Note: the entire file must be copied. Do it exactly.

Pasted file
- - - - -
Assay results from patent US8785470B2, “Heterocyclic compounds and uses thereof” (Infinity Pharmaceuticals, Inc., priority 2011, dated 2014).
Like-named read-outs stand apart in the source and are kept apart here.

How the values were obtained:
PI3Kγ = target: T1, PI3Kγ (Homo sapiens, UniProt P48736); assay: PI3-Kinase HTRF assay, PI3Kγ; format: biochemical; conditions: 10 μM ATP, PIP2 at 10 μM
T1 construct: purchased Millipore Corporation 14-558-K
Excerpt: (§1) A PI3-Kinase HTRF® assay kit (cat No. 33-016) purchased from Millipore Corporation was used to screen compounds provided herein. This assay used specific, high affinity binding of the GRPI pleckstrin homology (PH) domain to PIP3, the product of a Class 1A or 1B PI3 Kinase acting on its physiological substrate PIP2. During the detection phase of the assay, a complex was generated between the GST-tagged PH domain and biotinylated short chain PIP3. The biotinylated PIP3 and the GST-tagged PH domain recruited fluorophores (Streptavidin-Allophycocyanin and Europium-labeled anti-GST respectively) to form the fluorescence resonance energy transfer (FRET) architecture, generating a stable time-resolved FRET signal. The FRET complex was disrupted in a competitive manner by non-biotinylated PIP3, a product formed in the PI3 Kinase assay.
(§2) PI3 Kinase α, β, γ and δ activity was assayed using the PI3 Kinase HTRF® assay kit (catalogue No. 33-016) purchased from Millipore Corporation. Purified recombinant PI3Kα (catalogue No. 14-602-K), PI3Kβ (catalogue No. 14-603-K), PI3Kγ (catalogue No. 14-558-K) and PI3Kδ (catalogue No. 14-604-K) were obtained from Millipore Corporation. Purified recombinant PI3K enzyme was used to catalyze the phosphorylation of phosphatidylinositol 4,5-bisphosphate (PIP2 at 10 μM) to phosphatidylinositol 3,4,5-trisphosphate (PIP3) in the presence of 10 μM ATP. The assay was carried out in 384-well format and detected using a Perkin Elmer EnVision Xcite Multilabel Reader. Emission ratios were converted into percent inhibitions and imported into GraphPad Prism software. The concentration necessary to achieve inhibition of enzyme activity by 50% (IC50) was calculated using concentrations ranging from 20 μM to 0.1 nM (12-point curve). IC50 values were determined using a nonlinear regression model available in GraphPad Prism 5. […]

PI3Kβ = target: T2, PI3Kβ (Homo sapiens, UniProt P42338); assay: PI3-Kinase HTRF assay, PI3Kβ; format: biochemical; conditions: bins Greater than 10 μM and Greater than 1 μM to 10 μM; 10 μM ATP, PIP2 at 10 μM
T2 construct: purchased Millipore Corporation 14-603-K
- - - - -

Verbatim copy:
Assay results from patent US8785470B2, “Heterocyclic compounds and uses thereof” (Infinity Pharmaceuticals, Inc., priority 2011, dated 2014).
Like-named read-outs stand apart in the source and are kept apart here.

How the values were obtained:
PI3Kγ = target: T1, PI3Kγ (Homo sapiens, UniProt P48736); assay: PI3-Kinase HTRF assay, PI3Kγ; format: biochemical; conditions: 10 μM ATP, PIP2 at 10 μM
T1 construct: purchased Millipore Corporation 14-558-K
Excerpt: (§1) A PI3-Kinase HTRF® assay kit (cat No. 33-016) purchased from Millipore Corporation was used to screen compounds provided herein. This assay used specific, high affinity binding of the GRPI pleckstrin homology (PH) domain to PIP3, the product of a Class 1A or 1B PI3 Kinase acting on its physiological substrate PIP2. During the detection phase of the assay, a complex was generated between the GST-tagged PH domain and biotinylated short chain PIP3. The biotinylated PIP3 and the GST-tagged PH domain recruited fluorophores (Streptavidin-Allophycocyanin and Europium-labeled anti-GST respectively) to form the fluorescence resonance energy transfer (FRET) architecture, generating a stable time-resolved FRET signal. The FRET complex was disrupted in a competitive manner by non-biotinylated PIP3, a product formed in the PI3 Kinase assay.
(§2) PI3 Kinase α, β, γ and δ activity was assayed using the PI3 Kinase HTRF® assay kit (catalogue No. 33-016) purchased from Millipore Corporation. Purified recombinant PI3Kα (catalogue No. 14-602-K), PI3Kβ (catalogue No. 14-603-K), PI3Kγ (catalogue No. 14-558-K) and PI3Kδ (catalogue No. 14-604-K) were obtained from Millipore Corporation. Purified recombinant PI3K enzyme was used to catalyze the phosphorylation of phosphatidylinositol 4,5-bisphosphate (PIP2 at 10 μM) to phosphatidylinositol 3,4,5-trisphosphate (PIP3) in the presence of 10 μM ATP. The assay was carried out in 384-well format and detected using a Perkin Elmer EnVision Xcite Multilabel Reader. Emission ratios were converted into percent inhibitions and imported into GraphPad Prism software. The concentration necessary to achieve inhibition of enzyme activity by 50% (IC50) was calculated using concentrations ranging from 20 μM to 0.1 nM (12-point curve). IC50 values were determined using a nonlinear regression model available in GraphPad Prism 5. […]

PI3Kβ = target: T2, PI3Kβ (Homo sapiens, UniProt P42338); assay: PI3-Kinase HTRF assay, PI3Kβ; format: biochemical; conditions: bins Greater than 10 μM and Greater than 1 μM to 10 μM; 10 μM ATP, PIP2 at 10 μM
T2 construct: purchased Millipore Corporation 14-603-K